This is the third of eight position reviews of the Jets' 2010 season that will be appearing in the next several weeks on newyorkjets.com.
Pardon the obvious turn of phrase, but the Jets' receiving game really made strides in 2010.
Part of that was Mark Sanchez's stepping up as the second-year starting quarterback. But part was equally the Jets' receivers, who arguably were the best collection of downfield targets in franchise history.
"We've got some weapons now," head coach Rex Ryan crowed after the playoff triumph at New England. "We've got three great receivers, a great receiving tight end and two great backs. ... I think we can match up offensively with anybody in this league, the way we've been playing."
Wideouts Braylon Edwards, Santonio Holmes and Jerricho Cotchery, tight end Dustin Keller and running back LaDainian Tomlinson were some fivesome. All but Cotchery were tightly bunched from 52 to 55 receptions in the regular season, only the second time that four Jets pass-catchers had at least 50 receptions in a season (equaling the 2000 Green & White's total).
Add Cotchery's 41 catches into the mix and it was only the second time in franchise history that five sets of hands had at least 40 catches in the same season (matching the feat from the otherwise forgettable 2003 season).
Factor out Tomlinson, whose season was summed up in Eric Allen's running backs review on Wednesday, and this group had quite a campaign. Can they possibly stay together and continue to grow closer with Sanchez in 2011? That's a question that, due to the uncertainties of individual contract talks compounded by the larger NFL-NFLPA picture, can't be answered now.
But as general manager Mike Tannenbaum said in his postseason wrapup, "We'll see what the system looks like moving forward. We hope to keep them all."
And why wouldn't he, after their terrific '10.
It's hard to know where to start with this quartet, since each took his star turn in individual games and with his season's statistics. Let's go by regular-season yardage, which has Braylon Edwards battling leadoff. He led the Jets with 904 yards and seven receiving touchdowns on 53 catches. That's 17.1 yards per catch — the best figure by a 50-catch receiver in Jets history since the 1970 merger.
Then in the playoffs Edwards trumped his average by going for 18.2 yards on nine catches, including the Green & White's second TD at New England and the clutch 18-yarder to set up Nick Folk's last-second game-winner the week before at Indianapolis. Not surprising, the way he finished the season, said coordinator Brian Schottenheimer.
"He's been outstanding for probably the last six or seven weeks in practice," said Schotty before the Steelers game. "He's a guy that's wanting extra reps, he's fighting for different opportunities — he's finishing things."
"He's such a big target and he's dangerous," Ryan said. "He can catch and go the distance with it. He's got good hands. He's fearless across the middle."
Did Rex mention hands? Edwards unofficially dropped one pass in 19 games.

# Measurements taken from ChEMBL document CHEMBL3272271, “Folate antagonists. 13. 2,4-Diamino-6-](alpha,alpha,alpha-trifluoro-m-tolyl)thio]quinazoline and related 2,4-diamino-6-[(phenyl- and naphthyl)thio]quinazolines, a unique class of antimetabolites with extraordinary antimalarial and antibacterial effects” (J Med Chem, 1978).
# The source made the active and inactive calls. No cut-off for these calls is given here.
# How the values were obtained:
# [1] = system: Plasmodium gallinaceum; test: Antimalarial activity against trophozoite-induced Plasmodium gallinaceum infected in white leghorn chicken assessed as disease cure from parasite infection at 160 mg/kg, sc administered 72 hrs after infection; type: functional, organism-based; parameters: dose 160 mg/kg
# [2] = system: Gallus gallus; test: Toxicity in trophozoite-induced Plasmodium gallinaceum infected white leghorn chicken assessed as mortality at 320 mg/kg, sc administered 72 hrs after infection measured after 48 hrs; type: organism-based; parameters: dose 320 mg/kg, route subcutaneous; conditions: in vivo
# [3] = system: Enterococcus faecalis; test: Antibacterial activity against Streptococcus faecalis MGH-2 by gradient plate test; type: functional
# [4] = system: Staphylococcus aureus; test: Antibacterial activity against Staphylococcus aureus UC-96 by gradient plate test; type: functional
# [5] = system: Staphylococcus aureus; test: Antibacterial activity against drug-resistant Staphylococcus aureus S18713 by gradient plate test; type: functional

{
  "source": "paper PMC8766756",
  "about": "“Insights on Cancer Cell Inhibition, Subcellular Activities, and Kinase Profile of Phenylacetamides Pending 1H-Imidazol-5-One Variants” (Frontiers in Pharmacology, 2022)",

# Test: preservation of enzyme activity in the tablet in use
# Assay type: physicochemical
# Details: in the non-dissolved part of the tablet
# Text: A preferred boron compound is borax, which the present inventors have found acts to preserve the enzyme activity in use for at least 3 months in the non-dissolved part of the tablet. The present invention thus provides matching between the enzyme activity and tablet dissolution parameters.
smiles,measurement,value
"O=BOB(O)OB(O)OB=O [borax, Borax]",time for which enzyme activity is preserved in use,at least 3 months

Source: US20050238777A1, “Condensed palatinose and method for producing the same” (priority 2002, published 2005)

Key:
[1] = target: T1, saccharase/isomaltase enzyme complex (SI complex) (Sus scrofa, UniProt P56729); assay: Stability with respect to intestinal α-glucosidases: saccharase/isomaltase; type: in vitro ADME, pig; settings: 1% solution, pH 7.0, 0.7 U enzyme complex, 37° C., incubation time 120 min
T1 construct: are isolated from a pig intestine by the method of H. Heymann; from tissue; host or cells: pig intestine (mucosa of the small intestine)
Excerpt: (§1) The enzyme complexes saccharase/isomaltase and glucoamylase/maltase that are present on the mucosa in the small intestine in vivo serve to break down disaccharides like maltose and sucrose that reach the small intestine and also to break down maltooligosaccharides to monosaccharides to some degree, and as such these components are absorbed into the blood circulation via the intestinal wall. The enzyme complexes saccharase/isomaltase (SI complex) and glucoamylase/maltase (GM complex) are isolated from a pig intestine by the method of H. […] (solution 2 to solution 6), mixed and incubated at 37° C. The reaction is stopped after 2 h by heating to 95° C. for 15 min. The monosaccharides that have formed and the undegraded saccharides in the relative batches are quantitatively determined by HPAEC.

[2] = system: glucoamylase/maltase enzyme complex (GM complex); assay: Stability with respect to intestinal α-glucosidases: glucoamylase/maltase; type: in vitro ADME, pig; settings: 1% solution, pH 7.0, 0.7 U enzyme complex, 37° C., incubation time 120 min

Santonio Holmes had every bit as good a season as Edwards. Some numbers weren't as gaudy (although keep in mind Holmes sat the first four games): 52 catches for 746 yards (14.3 avg.), six TDs.
But there was that wondrous five-game stretch of outcome-changing plays:
■ the 46-yard pass-interference call to set up the winning TD at Denver.
■ the 52-yard reception to set up the winning FG at Detroit.
■ the 37-yard TD catch-and-run for the win just in the nick of overtime at Cleveland.
■ the 6-yard TD catch (set up by Edwards' 42-yarder) to pull out the home win over Houston.
Mix in the beautiful toe-tapping end zone grab at Gillette Stadium and the home run ball from Sanchez that just might have turned the tide at Heinz (but didn't, of course), and no wonder Ryan has said:
"Everybody feels his presence. The bigger the game, the better he's going to play. There's just something about him. Some of your great competitors just have that little extra on the biggest stage."
No. 1-B on our entry list of Jets receivers is TE Dustin Keller. He had his highs and not-so-highs as defenses either couldn't neutralize him or decided to take him away from the Jets, but the bottom line was that DK led the Jets with receptions both in the regular season (55) and postseason (14), added five TDs and had the best season by a Green & White TE since Johnny Mitchell in '94 and before that Mickey Shuler in the mid-to-late-Eighties.
"Dustin really is a coordinator's nightmare as far as the kinds of matchup problems you have," Ryan said. "We think he's an outstanding young player."
And what more can be said about "1-C," the final member of "the Flight Boys"? Cotchery's numbers and snaps were down from previous years, yet he still led the Jets with 15 third-down conversions, all on receptions, and had at least two of the most memorable catches of the season: the horizontal 10-yard grab just steps after he pulled his groin in the OT at Cleveland ("Unbelievable," said Schotty), and the 58-yarder (50 after the catch) to set up the Holmes TD at New England in January.
"He's got to be one of the most underrated receivers in the league," said Rex.
There are more to the positions than just those four players. Brad Smith, with all the hats he wears, still counts occasionally as a wideout. Patrick Turner played sparingly and Logan Payne ended the season on the practice squad. At tight end there's Ben Hartsock, Matthew Mulligan and Jeff Cumberland.
As we said above, there's no telling yet if next year's group will have the same participants as this year's group. But the core of this year's pass-catching corps doesn't appear to be in danger of flying under the radar for a while.
Since the 1970 merger (and so with apologies to Don Maynard, George Sauer and Art Powell), here are the Jets' top 10 per-catch averages for all receivers with at least 50 receptions in a season:
Monday — Quarterbacks
Wednesday — Running Backs